Funny how a media article can inspire you to send out a release, especially when you’re a ratepayer and you wonder if our City Council of élites understands how hard it was for us to make that money. In today’s case, it was Lindsay Shelton’s Scoop Wellington op-ed about Wellington City Council going nuts with its spending. Lindsay highlighted not only a $350,000 sculpture for the World Cup—money which I reckon we could use to boost the central city’s wiﬁ coverage—but Dave Burgess’s report in The Dominion Post that WCC spends six times as much as Porirua’s council on food and drink.
I’m not sure how we can justify those sorts of numbers, but I do have an aim to balance the budget if elected.
As I wrote today, if we can grow our creative and technological clusters in Wellington—and get free wiﬁ up and running (initially in the centre of the city, expanding outward)—we can grow the local economy and create jobs. After that we can look at partying—but not till we earn Wellingtonians’ respect by doing a bloody good job.
A city that supports its clusters strategically will be able to balance the budget—and so far, it seems I’m the only candidate who is even willing to talk about this issue.
We can start improving those communities through the new jobs we’ll be creating, and deal a blow to inner-city crime.
If we fall behind on the tech side of things, consider this: we will lose the Sevens and any other event because our visitors will be asking, ‘Why can’t I get on to Google Maps on my iPhone without paying for it?’ It’s very simple, and when a mayor and council miss out on the simplest things, then it is time for a change.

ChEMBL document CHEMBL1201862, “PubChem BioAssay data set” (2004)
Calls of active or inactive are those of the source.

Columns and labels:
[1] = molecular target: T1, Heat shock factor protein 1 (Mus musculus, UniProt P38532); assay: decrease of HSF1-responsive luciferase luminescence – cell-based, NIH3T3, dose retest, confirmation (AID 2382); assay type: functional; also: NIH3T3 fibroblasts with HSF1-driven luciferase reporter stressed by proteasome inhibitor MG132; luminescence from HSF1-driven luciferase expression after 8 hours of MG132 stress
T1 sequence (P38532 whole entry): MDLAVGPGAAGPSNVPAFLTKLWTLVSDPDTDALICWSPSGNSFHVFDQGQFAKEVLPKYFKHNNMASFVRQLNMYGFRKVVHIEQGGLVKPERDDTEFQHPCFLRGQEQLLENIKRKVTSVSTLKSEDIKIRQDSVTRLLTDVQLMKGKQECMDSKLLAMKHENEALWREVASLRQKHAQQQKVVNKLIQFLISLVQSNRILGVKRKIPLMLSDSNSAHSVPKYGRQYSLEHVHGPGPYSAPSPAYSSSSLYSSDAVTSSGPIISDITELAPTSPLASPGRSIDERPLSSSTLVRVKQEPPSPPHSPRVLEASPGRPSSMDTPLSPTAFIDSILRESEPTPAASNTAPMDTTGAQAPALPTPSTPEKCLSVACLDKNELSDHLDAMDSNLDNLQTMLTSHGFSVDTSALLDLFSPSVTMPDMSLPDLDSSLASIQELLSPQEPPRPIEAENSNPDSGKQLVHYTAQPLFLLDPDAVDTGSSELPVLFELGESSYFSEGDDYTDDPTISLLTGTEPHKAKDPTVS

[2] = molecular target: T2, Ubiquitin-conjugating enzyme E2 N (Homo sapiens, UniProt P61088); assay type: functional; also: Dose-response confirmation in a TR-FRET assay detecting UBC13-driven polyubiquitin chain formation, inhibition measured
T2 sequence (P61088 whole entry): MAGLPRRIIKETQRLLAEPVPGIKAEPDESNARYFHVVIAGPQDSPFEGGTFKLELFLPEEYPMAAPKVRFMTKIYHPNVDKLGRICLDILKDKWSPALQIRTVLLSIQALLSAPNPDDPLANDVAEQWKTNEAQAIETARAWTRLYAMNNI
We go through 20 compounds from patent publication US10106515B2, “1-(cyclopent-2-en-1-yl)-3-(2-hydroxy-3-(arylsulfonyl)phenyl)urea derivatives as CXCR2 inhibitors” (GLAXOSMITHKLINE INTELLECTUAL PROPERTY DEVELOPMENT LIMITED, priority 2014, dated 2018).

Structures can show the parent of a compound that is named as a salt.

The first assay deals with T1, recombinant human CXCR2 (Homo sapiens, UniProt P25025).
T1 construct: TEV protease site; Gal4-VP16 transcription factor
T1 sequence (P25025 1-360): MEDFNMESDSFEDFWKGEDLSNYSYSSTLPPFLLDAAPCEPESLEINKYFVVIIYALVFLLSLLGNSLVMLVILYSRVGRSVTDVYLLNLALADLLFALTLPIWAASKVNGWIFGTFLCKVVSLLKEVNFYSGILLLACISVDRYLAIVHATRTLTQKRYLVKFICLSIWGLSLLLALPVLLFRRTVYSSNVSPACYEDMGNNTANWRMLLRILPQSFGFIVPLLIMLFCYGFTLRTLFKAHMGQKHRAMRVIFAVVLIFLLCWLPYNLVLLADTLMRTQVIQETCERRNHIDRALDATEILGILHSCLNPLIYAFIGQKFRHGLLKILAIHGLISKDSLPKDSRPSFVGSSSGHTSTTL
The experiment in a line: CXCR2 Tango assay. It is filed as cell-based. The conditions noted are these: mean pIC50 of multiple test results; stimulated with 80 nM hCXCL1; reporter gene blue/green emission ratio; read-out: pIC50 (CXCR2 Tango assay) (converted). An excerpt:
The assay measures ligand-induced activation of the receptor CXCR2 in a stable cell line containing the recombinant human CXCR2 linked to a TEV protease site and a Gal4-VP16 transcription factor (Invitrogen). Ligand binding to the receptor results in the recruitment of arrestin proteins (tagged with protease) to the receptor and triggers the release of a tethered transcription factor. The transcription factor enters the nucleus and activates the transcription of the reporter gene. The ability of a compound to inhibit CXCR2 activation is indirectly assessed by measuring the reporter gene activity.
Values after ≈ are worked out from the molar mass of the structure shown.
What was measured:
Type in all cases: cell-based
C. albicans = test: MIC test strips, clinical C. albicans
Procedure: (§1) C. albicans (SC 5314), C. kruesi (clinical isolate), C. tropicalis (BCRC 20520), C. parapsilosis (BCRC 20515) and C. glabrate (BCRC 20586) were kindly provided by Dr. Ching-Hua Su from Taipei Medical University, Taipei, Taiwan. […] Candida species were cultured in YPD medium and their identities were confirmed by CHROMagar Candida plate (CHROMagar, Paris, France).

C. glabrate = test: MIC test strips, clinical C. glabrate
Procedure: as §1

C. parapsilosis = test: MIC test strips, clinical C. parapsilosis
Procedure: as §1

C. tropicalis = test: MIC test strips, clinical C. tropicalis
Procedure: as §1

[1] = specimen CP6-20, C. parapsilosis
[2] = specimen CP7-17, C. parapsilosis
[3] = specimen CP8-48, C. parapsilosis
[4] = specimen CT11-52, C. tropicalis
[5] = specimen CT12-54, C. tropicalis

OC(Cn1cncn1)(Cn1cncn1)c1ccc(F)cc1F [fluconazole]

I would have thought a divided council—a complaint of the incumbent, Kerry Prendergast—would mean that we would not be spending massive amounts on things because there would be a lack of agreement. Spending ratepayers’ money, for some reason, seems to get rapid accord in this council—which tells me that when we vote in our mayor and council later in the year, we should have a far greater change than even I would have expected when I began my campaign.
We have a divided council that needs firm direction on how to grow the economy, and a mayor who understands what ‘world-class city’ means.
World-class does not mean big. World-class means nimble, modern and transparent.
In 2010, we don’t need the same old, tired voices. Or the same old élites. The direction Wellington needs is a fresh one that brings new promises.
Incidentally, we have added a Facebook widget for my campaign page on this blog. It’s been placed at a few locations on my sites. Also, as of today, backjack2010.com redirects to jackyanformayor.org—it’s important to have the consistency in the domain name and the campaign graphic (thanks to Demian Rosenblatt).